What's Local?

Today I took a brief break with Farmer Jenny as we ran errands in town preparing for our new HOMEsweetFARM Market in downtown Brenham which will be open in roughly 6 weeks.... oohhhh the pressure!  Not only are we busy planting for the spring, recruiting 2013 CSA Members and remodeling an old building... we still have children to raise (our most important crop).  Fortunately, the whole family is excited about our new venture and we love working together.

Know Your Local Farmer
As Farmer Jenny and I sat eating a late lunch, at a restaurant overlooking hwy 290 (unfortunately it happens sometimes, but it was happy hour), we viewed a delivery truck from a popular "local food home delivery" company out of Austin heading west at 70 mph after (one would suppose) having a successful day of doing business in Houston.

Now that got me!  There it was, right in front of my face, bypassing my small town and other rural farmers throughout the Brazos Valley delivering "fresh local" produce from an Austin warehouse to Houston, conveniently dropped at your door.  Isn't that special?

For a while now, as small farmers, we have been growing more and more concerned about the integrity of Local Food.  Just like "organic" and "sustainable", what will it morph into?  100 miles, 250 miles, 500, statewide?  Consolidated local food from farmers 250 miles from a warehouse and then delivered another 150+ miles to your door?  As more corporations jump on the CSA trend, the entire integrity of our local food community is at risk.

The local food scene in Austin, TX has been turned upside-down over the last 5 years and we suspect Houston will soon follow the trend.  With multiple new farmers markets and consolidators providing convenient home delivery, the local market has been saturated for the small farmer.  Instead of being able to focus on one or two markets and having up to a 6 year CSA waiting list, farmers are forced to sell more volume at lower wholesale prices and encouraged to get bigger to make up for the lower sales margin.  Well establish CSAs are currently struggling to meet their goals for membership.  The dry bones of unsuccessful new farms are beginning to pile up as they fail to ever get properly established.  The whole local food scene was more profitable for the farmer in Austin 10 years ago as compared to today.  However, "CSA-like" home delivery companies are blossoming and driving fancy trucks like the one we saw today, bypassing our rural town.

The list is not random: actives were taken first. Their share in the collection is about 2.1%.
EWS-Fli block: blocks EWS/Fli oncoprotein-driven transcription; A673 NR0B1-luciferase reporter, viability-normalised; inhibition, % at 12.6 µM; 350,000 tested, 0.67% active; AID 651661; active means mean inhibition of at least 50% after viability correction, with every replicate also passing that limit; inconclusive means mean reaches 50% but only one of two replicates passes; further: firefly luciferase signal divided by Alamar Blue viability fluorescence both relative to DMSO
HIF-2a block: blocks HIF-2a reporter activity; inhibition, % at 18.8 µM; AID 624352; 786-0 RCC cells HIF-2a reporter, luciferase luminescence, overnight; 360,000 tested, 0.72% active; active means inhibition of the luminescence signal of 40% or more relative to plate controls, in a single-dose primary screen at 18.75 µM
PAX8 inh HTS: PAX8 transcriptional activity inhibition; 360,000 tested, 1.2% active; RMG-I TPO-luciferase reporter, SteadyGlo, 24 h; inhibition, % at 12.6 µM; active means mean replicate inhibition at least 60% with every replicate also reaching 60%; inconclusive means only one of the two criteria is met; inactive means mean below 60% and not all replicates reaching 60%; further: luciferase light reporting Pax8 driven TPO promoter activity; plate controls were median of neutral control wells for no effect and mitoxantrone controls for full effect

It's obvious that the new corporate term, "CSA" (Community Supported Agriculture) no longer means what it used to.  No longer are individuals needed to make a personal commitment to a farmer when they can order week by week online.  Sharing the risks and bounty that comes with each season is not required.  No longer is it necessary to help out on the farm or to be involved with a community of individuals each week that understand the importance and deep necessity to preserve our agricultural heritage.  It really seems that we are becoming even less concerned about the miles that our food travels, or what it really means to be local.  Now with convenient home delivery of "local and sustainable" food, you don't even need to meet your farmer or even leave the driveway.

I think it is something to be concerned about.  What is local?

Farmer Brad
"We grow righteous food"
Brenham, TX